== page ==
But it seems that whenever I have heard the name of Blaise Pascal invoked it is always in the context of casting doubt on the Modern project of self-improvement and self-creation. This, I think, is not wrong but we must not forget the total spiritual view from which this doubt arises. However we may think on the human condition, the question ultimately arises: how can we be happy?

    One last gem:

    “148 All men seek happiness. There are no exceptions. However different the means they may employ, they all strive towards this goal. The reason why some go to war and some do not is the same desire in both, but interpreted in two different ways. The will never takes the least step except to that end. This is the motive of every act of every man, including those who go and hang themselves.”

    • Gaura-Krsna there is another side to Pascal. Facing the immensity of the universe, Pascal felt horror – “The eternal silence of these infinite spaces terrifies me.” Like this video by Carl Sagan, earth is just too insignificant a portion in the universe. When we look at most ancient traditions, universe is much more comforting, small (100,000 yojanas long) where even a small event in one corner of earth (like Kamsa’s cruelties in a small tract of land in Mathura) are powerful enough to get the attention of cosmic deities who cannot handle him and have to plead to Visnu to come down. So the universe was much more comfortable, small and connected where events on earth(especially in small portions of India or Middle east for the Abrahmic tradition) were really important to the cosmic deities or the God of the bible. In fact all major theistic traditions in India have teachers who are manifestations of cosmic deities and other figures (like Prahlada etc). This gives a comforting picture of the universe where a personal God attends to everything on the earth with every living being. The modern picture of the universe, which is grander but colder, makes it harder for people to accommodate the anthropomorphic conception of personal God in most traditions. Therefore, that is a challenge. I guess the comfort of the ancient traditions is actually very soothing and nice, and Pascal wanted to preserve that because the geo-centric understanding of the universe present in the Christian era was collapsing and the empty spaces in the universe were increasing to his horror. A simple heaven, hell model, 12 layers of heaven etc model was less and less likely to be reconciled with where science was heading.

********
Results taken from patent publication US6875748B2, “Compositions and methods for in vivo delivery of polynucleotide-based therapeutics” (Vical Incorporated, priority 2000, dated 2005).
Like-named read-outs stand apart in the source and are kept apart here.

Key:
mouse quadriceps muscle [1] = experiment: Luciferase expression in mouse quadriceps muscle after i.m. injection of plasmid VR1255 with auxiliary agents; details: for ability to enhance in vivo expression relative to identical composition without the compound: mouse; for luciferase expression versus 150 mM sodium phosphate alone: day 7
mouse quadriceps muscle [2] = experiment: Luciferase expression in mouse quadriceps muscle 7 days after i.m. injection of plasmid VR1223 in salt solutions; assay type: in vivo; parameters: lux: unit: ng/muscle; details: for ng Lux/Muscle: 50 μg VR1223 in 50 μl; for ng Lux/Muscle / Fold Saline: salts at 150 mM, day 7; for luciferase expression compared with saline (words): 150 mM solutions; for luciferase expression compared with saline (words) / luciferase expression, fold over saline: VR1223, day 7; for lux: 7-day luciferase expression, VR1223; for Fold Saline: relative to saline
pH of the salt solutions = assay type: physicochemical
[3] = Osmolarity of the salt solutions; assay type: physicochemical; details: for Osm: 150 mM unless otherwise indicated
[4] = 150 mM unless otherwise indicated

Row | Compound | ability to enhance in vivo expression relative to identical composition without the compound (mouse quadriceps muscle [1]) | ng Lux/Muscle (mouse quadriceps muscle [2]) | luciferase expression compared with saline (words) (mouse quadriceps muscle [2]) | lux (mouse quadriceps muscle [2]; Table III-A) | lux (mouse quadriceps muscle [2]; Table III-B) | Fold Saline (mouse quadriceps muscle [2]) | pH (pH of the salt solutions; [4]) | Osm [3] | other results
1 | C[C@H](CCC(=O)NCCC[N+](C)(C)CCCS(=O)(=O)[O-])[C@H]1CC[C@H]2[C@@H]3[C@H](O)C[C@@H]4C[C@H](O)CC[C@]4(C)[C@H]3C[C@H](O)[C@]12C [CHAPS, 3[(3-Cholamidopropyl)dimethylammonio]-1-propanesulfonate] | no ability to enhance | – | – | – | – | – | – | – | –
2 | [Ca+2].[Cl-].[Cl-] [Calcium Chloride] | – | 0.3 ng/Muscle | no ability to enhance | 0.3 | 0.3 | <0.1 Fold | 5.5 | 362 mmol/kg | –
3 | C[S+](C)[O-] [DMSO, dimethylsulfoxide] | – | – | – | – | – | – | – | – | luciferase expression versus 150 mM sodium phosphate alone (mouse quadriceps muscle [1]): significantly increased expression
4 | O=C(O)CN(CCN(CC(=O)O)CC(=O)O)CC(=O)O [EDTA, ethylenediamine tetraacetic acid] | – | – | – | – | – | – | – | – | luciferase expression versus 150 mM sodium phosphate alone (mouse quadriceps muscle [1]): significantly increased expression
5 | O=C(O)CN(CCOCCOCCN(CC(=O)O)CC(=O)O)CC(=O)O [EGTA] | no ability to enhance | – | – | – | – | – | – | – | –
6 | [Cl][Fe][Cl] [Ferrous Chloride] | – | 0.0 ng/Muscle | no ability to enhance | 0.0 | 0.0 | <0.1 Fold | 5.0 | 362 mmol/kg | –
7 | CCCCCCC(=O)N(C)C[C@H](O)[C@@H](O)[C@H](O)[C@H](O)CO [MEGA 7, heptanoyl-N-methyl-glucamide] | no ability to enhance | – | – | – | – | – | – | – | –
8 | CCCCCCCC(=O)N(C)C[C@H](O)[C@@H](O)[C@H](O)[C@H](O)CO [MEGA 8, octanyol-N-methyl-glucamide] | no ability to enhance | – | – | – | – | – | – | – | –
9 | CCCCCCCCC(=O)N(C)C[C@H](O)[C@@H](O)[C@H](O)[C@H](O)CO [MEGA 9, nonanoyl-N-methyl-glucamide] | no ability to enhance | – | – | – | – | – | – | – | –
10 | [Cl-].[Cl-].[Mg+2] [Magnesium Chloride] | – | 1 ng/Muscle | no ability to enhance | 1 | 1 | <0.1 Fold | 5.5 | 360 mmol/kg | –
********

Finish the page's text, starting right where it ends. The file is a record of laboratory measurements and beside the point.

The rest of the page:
5. We are eternal spirit souls. If we are not, then this conversation has no meaning. Because if we cease to exist, what difference will our decisions and activities make for us? But we discuss it because in spite of our frustration, something inside us says that total fulfillment is our birthright.